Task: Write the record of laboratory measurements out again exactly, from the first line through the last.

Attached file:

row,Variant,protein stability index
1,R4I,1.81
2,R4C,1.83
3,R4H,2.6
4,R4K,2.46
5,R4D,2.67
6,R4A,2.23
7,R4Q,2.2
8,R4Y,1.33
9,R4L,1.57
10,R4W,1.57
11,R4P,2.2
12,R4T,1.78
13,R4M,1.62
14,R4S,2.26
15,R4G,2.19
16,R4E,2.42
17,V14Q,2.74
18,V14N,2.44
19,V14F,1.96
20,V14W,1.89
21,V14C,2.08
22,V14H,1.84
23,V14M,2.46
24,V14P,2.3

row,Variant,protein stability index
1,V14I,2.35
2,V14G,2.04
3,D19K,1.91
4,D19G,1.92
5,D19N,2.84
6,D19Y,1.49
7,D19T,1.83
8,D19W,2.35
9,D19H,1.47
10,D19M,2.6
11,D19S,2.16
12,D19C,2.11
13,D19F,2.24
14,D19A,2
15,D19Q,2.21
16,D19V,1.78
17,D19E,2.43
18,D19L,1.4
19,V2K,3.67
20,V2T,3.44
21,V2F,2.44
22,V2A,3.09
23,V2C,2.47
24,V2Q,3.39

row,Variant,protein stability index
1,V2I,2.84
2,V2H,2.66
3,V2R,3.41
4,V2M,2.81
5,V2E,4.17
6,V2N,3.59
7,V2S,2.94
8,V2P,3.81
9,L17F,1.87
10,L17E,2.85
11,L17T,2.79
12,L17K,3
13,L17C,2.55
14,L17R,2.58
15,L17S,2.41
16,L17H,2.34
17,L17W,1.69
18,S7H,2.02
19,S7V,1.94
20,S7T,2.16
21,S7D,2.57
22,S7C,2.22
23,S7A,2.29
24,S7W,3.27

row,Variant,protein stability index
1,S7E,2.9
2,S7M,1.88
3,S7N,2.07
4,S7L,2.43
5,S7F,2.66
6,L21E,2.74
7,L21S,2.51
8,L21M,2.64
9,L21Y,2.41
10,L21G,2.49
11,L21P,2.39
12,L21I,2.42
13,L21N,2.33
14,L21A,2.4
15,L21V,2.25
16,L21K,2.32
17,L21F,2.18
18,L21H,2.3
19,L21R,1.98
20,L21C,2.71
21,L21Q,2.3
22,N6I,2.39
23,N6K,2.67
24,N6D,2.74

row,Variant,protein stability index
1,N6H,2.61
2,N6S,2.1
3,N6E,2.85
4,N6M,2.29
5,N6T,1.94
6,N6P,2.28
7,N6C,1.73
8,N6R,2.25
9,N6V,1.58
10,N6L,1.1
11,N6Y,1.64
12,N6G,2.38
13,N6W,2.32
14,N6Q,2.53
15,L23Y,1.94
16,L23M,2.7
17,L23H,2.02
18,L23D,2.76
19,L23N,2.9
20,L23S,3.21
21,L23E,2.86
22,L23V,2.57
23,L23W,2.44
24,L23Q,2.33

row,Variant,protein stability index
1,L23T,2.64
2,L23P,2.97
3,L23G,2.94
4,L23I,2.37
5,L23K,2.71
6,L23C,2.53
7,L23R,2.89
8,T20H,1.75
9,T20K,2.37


row,Variant,protein stability index
1,R4I,1.81
2,R4C,1.83
3,R4H,2.6
4,R4K,2.46
5,R4D,2.67
6,R4A,2.23
7,R4Q,2.2
8,R4Y,1.33
9,R4L,1.57
10,R4W,1.57
11,R4P,2.2
12,R4T,1.78
13,R4M,1.62
14,R4S,2.26
15,R4G,2.19
16,R4E,2.42
17,V14Q,2.74
18,V14N,2.44
19,V14F,1.96
20,V14W,1.89
21,V14C,2.08
22,V14H,1.84
23,V14M,2.46
24,V14P,2.3

row,Variant,protein stability index
1,V14I,2.35
2,V14G,2.04
3,D19K,1.91
4,D19G,1.92
5,D19N,2.84
6,D19Y,1.49
7,D19T,1.83
8,D19W,2.35
9,D19H,1.47
10,D19M,2.6
11,D19S,2.16
12,D19C,2.11
13,D19F,2.24
14,D19A,2
15,D19Q,2.21
16,D19V,1.78
17,D19E,2.43
18,D19L,1.4
19,V2K,3.67
20,V2T,3.44
21,V2F,2.44
22,V2A,3.09
23,V2C,2.47
24,V2Q,3.39

row,Variant,protein stability index
1,V2I,2.84
2,V2H,2.66
3,V2R,3.41
4,V2M,2.81
5,V2E,4.17
6,V2N,3.59
7,V2S,2.94
8,V2P,3.81
9,L17F,1.87
10,L17E,2.85
11,L17T,2.79
12,L17K,3
13,L17C,2.55
14,L17R,2.58
15,L17S,2.41
16,L17H,2.34
17,L17W,1.69
18,S7H,2.02
19,S7V,1.94
20,S7T,2.16
21,S7D,2.57
22,S7C,2.22
23,S7A,2.29
24,S7W,3.27

row,Variant,protein stability index
1,S7E,2.9
2,S7M,1.88
3,S7N,2.07
4,S7L,2.43
5,S7F,2.66
6,L21E,2.74
7,L21S,2.51
8,L21M,2.64
9,L21Y,2.41
10,L21G,2.49
11,L21P,2.39
12,L21I,2.42
13,L21N,2.33
14,L21A,2.4
15,L21V,2.25
16,L21K,2.32
17,L21F,2.18
18,L21H,2.3
19,L21R,1.98
20,L21C,2.71
21,L21Q,2.3
22,N6I,2.39
23,N6K,2.67
24,N6D,2.74

row,Variant,protein stability index
1,N6H,2.61
2,N6S,2.1
3,N6E,2.85
4,N6M,2.29
5,N6T,1.94
6,N6P,2.28
7,N6C,1.73
8,N6R,2.25
9,N6V,1.58
10,N6L,1.1
11,N6Y,1.64
12,N6G,2.38
13,N6W,2.32
14,N6Q,2.53
15,L23Y,1.94
16,L23M,2.7
17,L23H,2.02
18,L23D,2.76
19,L23N,2.9
20,L23S,3.21
21,L23E,2.86
22,L23V,2.57
23,L23W,2.44
24,L23Q,2.33

row,Variant,protein stability index
1,L23T,2.64
2,L23P,2.97
3,L23G,2.94
4,L23I,2.37
5,L23K,2.71
6,L23C,2.53
7,L23R,2.89
8,T20H,1.75
9,T20K,2.37